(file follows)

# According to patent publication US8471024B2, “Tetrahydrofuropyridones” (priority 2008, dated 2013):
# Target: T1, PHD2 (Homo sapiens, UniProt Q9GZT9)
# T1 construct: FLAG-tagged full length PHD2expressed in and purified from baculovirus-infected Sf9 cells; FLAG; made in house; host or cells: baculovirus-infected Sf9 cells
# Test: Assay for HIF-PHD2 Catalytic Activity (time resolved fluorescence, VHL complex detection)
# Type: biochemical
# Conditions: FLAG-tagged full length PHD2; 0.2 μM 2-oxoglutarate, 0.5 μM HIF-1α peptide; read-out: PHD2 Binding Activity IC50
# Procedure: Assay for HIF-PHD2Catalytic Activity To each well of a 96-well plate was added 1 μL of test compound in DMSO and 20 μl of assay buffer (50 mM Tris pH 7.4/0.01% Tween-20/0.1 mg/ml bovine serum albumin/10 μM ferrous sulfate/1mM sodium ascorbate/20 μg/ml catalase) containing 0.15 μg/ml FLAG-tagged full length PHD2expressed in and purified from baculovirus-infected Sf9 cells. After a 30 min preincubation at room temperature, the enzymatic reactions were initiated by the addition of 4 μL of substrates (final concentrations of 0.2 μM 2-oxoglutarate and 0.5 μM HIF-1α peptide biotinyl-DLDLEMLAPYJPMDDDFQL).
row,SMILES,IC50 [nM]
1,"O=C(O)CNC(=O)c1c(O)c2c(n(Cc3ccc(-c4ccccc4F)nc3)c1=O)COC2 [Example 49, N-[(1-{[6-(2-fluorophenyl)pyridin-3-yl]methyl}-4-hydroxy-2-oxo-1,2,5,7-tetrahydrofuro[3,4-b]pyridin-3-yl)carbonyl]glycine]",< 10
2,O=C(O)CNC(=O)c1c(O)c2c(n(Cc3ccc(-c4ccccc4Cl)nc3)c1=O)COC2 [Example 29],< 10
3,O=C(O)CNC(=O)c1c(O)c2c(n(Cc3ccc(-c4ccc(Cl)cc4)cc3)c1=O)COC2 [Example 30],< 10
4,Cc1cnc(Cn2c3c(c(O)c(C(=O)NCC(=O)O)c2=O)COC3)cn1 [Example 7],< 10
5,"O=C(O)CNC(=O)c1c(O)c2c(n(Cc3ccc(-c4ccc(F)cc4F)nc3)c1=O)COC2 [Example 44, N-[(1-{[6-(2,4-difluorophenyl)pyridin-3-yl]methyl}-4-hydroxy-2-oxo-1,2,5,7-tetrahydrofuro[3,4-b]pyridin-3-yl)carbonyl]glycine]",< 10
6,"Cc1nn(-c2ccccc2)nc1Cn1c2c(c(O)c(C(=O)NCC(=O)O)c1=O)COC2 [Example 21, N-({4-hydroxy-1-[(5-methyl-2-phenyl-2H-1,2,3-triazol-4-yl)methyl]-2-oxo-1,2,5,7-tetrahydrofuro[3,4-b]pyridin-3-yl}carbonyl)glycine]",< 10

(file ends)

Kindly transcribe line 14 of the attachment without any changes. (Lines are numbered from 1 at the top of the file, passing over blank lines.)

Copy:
6,"Cc1nn(-c2ccccc2)nc1Cn1c2c(c(O)c(C(=O)NCC(=O)O)c1=O)COC2 [Example 21, N-({4-hydroxy-1-[(5-methyl-2-phenyl-2H-1,2,3-triazol-4-yl)methyl]-2-oxo-1,2,5,7-tetrahydrofuro[3,4-b]pyridin-3-yl}carbonyl)glycine]",< 10